par De Backer, Daniel ;Creteur, Jacques ;Zhang, H;Norrenberg, Michèle ;Vincent, Jean Louis
Référence American journal of respiratory and critical care medicine, 156, 4 Pt 1, page (1099-1104)
Publication Publié, 1997-10
Article révisé par les pairs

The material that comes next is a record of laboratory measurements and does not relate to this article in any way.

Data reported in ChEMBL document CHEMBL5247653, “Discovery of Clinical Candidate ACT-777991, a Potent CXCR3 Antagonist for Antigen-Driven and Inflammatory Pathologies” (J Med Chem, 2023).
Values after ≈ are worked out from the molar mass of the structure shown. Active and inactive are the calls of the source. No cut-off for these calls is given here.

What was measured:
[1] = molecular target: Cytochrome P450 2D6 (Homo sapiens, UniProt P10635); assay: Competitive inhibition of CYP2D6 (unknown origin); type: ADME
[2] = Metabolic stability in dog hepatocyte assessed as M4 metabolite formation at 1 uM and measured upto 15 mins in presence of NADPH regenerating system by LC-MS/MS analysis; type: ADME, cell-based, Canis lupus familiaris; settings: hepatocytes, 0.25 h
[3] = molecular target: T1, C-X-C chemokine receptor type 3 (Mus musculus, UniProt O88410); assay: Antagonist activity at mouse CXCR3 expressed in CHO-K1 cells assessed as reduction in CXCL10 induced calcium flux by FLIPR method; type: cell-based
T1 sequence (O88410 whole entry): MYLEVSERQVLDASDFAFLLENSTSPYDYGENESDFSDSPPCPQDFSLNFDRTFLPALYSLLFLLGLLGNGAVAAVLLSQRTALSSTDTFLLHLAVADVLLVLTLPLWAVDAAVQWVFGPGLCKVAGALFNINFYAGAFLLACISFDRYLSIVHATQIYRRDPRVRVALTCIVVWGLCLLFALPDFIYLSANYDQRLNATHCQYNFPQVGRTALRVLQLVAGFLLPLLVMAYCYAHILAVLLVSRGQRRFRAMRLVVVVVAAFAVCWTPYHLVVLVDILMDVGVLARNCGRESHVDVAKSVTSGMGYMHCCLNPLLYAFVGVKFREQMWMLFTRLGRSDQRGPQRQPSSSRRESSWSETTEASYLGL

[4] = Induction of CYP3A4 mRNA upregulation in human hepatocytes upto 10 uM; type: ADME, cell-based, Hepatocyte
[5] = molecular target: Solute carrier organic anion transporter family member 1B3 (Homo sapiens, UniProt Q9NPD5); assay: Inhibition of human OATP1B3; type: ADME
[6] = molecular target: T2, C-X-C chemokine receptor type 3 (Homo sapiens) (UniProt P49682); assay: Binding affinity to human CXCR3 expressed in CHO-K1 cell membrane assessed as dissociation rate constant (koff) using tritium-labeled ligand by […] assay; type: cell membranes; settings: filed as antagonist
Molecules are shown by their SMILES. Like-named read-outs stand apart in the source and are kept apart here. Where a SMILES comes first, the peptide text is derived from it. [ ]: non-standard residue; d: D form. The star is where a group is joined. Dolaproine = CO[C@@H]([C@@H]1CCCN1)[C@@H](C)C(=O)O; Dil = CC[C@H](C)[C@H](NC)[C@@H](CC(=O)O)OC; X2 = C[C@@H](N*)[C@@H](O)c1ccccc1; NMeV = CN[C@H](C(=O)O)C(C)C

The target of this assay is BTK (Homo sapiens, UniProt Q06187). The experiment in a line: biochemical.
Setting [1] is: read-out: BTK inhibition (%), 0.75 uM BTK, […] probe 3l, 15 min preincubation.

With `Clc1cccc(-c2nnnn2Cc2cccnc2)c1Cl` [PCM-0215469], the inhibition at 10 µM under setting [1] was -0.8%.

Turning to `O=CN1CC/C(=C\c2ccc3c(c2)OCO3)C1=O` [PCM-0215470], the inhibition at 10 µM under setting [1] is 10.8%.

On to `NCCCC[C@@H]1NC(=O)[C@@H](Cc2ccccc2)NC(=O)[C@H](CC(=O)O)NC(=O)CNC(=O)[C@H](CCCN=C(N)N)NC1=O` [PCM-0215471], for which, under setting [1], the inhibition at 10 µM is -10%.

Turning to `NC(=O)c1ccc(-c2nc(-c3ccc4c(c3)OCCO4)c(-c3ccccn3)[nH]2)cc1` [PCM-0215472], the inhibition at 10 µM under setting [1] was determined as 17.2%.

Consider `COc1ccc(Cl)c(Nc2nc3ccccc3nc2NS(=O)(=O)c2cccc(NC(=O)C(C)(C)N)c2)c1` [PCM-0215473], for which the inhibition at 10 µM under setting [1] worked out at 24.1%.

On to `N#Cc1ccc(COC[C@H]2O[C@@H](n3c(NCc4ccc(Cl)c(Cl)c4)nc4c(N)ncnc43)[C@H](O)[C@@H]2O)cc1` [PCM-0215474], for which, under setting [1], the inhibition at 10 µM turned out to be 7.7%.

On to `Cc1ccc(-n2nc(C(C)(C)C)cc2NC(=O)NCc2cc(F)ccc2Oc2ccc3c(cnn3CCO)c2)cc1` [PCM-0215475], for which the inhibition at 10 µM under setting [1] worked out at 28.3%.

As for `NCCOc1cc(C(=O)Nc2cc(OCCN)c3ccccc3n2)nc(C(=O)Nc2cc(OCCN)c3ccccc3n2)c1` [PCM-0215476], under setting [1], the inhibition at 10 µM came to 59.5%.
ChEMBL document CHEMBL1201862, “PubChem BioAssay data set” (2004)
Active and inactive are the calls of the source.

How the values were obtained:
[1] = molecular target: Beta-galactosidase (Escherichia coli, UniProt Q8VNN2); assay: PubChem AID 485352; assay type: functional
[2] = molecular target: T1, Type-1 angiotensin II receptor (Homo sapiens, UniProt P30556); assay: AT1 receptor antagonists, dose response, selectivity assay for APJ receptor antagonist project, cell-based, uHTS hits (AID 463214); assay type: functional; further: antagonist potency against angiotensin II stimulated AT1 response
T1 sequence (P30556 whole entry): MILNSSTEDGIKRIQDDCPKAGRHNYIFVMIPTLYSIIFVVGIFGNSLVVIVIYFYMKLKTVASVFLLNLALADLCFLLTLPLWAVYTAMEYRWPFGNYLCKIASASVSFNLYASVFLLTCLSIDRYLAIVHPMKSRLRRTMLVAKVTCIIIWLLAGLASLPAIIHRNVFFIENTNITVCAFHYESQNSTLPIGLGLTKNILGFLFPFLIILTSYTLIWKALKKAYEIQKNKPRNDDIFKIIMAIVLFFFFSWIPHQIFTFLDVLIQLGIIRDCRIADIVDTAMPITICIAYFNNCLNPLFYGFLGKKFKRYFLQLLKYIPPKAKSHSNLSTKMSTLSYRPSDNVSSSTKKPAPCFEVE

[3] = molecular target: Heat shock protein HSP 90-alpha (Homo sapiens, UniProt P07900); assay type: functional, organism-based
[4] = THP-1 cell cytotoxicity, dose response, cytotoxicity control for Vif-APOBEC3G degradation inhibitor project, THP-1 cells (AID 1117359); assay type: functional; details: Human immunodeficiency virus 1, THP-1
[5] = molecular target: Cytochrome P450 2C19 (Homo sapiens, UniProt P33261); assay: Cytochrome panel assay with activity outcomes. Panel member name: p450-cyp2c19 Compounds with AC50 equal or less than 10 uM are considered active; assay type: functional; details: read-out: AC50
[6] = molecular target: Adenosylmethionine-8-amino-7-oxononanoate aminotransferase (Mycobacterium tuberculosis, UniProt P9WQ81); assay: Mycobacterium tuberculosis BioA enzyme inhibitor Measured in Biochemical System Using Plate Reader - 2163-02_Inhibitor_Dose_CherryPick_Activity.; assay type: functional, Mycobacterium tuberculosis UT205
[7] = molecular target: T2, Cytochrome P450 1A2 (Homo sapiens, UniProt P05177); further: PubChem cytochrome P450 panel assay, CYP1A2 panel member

Résumé : Arteriovenous differences in lactate (AVLAC) across the lungs are usually small and close to zero. However, it has recently been reported that the lungs can produce increased amounts of lactate in some patients with acute respiratory distress syndrome (ARDS). The aim of this study was to evaluate lactate production in various types of acute lung injury requiring mechanical ventilation and hemodynamic monitoring. Since the differences involved are usually small, minor errors in lactate measurement could greatly influence AVLAC. Based on an analysis of these errors (see text for details), we averaged five arterial and venous samples for each measurement. We investigated 122 patients: 43 with acute lung injury (ALI), nine with cardiogenic pulmonary edema (CPE), 37 with bronchopneumonia (BPN), seven with single lung transplantation (LTX), and 26 with other causes of respiratory failure (OTHER). There was no difference in arterial lactate between the various groups. AVLAC was higher in patients with ALI than in the other groups (0.20+/-0.23 versus 0.07+/-0.11 mEq/L). In patients with ALI, AVLAC was proportional to the Murray's lung injury score (-0.032+/-0.032x; r = 0.46, p < 0.01). Lung lactate production was calculated as the product of the cardiac index times AVLAC and was significantly higher in patients with ALI than in the other groups (0.69+/-0.88 versus 0.19+/-0.30 mEq/min; p < 0.05). In patients with ALI, lung lactate production was inversely related to the PaO2/FIO2 (1.42 - 0.005x; r = 0.35, p < 0.05) but directly related to the venous admixture (-0.36 + 0.003x; r = 0.49, p < 0.01) and the lung injury score (-0.19 + 0.36x; r = 0.45, p < 0.01). Lung lactate production was not significantly related to arterial lactate levels. These data indicate that AVLAC and lung lactate production can be increased in patients with ARDS but remain within the normal range in other types of respiratory failure.